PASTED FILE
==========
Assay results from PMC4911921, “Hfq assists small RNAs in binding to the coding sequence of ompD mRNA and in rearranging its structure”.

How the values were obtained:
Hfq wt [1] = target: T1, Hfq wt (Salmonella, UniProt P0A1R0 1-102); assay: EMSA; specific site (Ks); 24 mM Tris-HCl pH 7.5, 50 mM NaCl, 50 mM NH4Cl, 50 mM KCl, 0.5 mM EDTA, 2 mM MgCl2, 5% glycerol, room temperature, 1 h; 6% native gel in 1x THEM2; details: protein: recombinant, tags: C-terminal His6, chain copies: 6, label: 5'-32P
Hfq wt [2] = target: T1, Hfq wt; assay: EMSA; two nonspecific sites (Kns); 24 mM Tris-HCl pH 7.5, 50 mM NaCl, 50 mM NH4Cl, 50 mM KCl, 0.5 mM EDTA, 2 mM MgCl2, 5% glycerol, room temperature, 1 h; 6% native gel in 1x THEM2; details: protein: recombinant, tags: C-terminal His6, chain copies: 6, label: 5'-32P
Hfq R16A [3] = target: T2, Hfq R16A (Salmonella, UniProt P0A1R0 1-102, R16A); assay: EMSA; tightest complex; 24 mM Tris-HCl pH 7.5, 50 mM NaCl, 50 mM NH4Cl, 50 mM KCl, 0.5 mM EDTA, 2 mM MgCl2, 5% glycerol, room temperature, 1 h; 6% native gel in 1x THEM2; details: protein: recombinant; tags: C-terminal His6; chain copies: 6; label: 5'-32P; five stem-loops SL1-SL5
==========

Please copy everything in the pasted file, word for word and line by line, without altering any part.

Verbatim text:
Assay results from PMC4911921, “Hfq assists small RNAs in binding to the coding sequence of ompD mRNA and in rearranging its structure”.

How the values were obtained:
Hfq wt [1] = target: T1, Hfq wt (Salmonella, UniProt P0A1R0 1-102); assay: EMSA; specific site (Ks); 24 mM Tris-HCl pH 7.5, 50 mM NaCl, 50 mM NH4Cl, 50 mM KCl, 0.5 mM EDTA, 2 mM MgCl2, 5% glycerol, room temperature, 1 h; 6% native gel in 1x THEM2; details: protein: recombinant, tags: C-terminal His6, chain copies: 6, label: 5'-32P
Hfq wt [2] = target: T1, Hfq wt; assay: EMSA; two nonspecific sites (Kns); 24 mM Tris-HCl pH 7.5, 50 mM NaCl, 50 mM NH4Cl, 50 mM KCl, 0.5 mM EDTA, 2 mM MgCl2, 5% glycerol, room temperature, 1 h; 6% native gel in 1x THEM2; details: protein: recombinant, tags: C-terminal His6, chain copies: 6, label: 5'-32P
Hfq R16A [3] = target: T2, Hfq R16A (Salmonella, UniProt P0A1R0 1-102, R16A); assay: EMSA; tightest complex; 24 mM Tris-HCl pH 7.5, 50 mM NaCl, 50 mM NH4Cl, 50 mM KCl, 0.5 mM EDTA, 2 mM MgCl2, 5% glycerol, room temperature, 1 h; 6% native gel in 1x THEM2; details: protein: recombinant; tags: C-terminal His6; chain copies: 6; label: 5'-32P; five stem-loops SL1-SL5